Thursday, 27 November 2014

bookworm #30 and #31

Its almost December, and I have a bumper addition of book reviews! If that doesn't get you in the mood for a relaxing weekend of cosy comforts, then I don't know what will. As always no spoilers, just my thoughts and views on each. 

We Are All Completely Beside Ourselves by Karen Joy Fowler 

This is actually almost impossible to review without giving the plot away! Just a few chapters into the story you are met with a huge twist, which I don't want to ruin. Its definitely an interesting story line and one which prompts some thought and discussion. I have to say the hype and mystery surrounding this book really caught my attention, but I don't know how blown away I was by the end. It was nominated for a Man Booker Prize though, and have heard lots of interesting takes on the story - its definitely worth a read!

Daughter by Jane Shemilt

I loved this and was totally hooked from the off. You start the book by learning about Naomi's disappearance, and the story takes two paths. With each alternate chapter you learn more about the days leading up to Naomi's disappearance, and then the aftermath. I have to say I wasn't totally hooked with the chapters focusing on the family's life after her disappearance - they took a while to get going. There were so many twists in the plot though, and little by little you learn more and more about the family and the circumstances surrounding Naomi's disappearance. I really enjoyed how the plot unfolded and although finding the ending a little hard to believe, felt it tied up loose ends. Nothing worse than a disappointing ending, especially with this sort of detective, mystery-solving type theme! I would definitely recommend this for an easy but engaging read.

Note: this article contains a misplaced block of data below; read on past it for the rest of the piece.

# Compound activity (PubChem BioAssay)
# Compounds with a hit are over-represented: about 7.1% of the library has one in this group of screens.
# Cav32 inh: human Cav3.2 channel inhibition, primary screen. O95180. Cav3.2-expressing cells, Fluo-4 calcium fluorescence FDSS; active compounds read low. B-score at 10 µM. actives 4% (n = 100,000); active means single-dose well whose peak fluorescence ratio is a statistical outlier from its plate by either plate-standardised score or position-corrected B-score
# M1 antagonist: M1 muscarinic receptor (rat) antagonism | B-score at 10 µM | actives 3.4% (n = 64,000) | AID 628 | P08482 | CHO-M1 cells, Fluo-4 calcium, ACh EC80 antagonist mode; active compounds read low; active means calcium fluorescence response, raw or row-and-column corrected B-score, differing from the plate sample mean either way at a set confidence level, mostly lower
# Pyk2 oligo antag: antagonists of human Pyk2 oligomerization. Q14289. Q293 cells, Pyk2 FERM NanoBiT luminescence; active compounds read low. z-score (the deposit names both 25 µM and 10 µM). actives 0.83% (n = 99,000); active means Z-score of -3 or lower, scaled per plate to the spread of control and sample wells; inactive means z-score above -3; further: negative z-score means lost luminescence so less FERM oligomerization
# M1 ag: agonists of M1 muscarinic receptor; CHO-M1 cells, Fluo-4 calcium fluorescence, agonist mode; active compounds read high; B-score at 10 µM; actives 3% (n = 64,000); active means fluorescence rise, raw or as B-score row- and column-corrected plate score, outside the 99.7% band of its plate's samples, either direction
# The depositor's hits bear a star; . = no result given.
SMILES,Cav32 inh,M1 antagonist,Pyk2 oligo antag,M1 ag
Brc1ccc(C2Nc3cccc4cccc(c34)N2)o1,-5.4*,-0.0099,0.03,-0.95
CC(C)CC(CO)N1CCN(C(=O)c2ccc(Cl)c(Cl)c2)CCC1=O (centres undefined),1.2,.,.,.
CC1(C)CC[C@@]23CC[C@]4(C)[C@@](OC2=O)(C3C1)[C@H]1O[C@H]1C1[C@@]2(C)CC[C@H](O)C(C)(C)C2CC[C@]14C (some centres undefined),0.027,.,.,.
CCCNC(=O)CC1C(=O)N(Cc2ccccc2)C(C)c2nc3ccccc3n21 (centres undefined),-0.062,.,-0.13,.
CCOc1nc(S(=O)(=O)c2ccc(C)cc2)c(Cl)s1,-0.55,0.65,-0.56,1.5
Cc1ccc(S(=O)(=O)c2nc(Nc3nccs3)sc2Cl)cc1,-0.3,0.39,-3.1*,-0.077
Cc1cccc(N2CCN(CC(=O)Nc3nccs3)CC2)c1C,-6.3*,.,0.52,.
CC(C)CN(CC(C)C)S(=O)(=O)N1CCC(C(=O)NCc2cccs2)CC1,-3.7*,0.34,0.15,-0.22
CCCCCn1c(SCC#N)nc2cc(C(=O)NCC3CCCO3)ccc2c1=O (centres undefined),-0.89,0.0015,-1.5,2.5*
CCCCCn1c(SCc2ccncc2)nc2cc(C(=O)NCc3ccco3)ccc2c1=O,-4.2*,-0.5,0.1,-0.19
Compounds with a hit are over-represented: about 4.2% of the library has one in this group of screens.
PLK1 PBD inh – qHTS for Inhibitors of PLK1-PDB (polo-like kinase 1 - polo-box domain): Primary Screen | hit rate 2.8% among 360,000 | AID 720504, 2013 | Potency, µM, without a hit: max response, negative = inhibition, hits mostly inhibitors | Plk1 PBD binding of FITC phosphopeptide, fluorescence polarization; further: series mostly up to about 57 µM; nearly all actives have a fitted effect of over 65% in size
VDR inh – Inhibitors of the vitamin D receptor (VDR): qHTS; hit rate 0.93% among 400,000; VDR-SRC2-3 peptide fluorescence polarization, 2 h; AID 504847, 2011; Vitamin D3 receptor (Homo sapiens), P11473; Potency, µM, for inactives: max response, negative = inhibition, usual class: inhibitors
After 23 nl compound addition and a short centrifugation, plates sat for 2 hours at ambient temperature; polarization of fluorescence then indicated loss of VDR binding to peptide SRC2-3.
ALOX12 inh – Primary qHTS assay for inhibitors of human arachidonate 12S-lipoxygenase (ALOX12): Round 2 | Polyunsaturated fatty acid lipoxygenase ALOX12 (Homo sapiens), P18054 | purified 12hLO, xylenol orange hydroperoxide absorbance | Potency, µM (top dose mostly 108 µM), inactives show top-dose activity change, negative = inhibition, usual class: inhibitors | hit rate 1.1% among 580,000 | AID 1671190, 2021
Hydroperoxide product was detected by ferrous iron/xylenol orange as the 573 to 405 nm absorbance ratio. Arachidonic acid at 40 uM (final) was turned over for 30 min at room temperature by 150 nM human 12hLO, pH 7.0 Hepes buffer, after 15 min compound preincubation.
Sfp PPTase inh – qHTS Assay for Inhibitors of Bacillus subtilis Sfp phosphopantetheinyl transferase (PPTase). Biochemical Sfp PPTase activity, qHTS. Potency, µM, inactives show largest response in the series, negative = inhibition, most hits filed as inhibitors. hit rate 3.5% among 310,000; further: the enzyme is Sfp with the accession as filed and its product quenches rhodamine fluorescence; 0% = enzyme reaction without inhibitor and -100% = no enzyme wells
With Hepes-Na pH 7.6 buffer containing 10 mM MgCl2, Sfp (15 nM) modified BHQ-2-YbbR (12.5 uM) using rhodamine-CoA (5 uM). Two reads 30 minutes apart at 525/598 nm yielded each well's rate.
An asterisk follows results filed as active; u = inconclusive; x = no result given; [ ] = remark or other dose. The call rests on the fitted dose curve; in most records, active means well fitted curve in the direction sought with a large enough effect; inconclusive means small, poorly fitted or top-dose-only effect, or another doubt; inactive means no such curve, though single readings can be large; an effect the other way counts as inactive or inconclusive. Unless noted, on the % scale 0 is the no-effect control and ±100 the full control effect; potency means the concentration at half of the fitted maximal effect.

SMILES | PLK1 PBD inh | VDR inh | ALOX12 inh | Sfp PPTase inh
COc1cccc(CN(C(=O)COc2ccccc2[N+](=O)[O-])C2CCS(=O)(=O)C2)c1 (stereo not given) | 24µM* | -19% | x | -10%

Monday, 24 November 2014

gilded golden gorgeousness

It's no secret that I love Anthropologie - their home wares make me swoon. At Christmas time it just goes into overdrive! Gilded golden heaven. Since a store opened locally to me in Guildford, my love have just developed. And my bank balance diminished...

Twisted twig measuring spoons £24, Gilden thistle nut bowl £12, Langholm cheese knives £32, Limited Edition Monogram Mug £8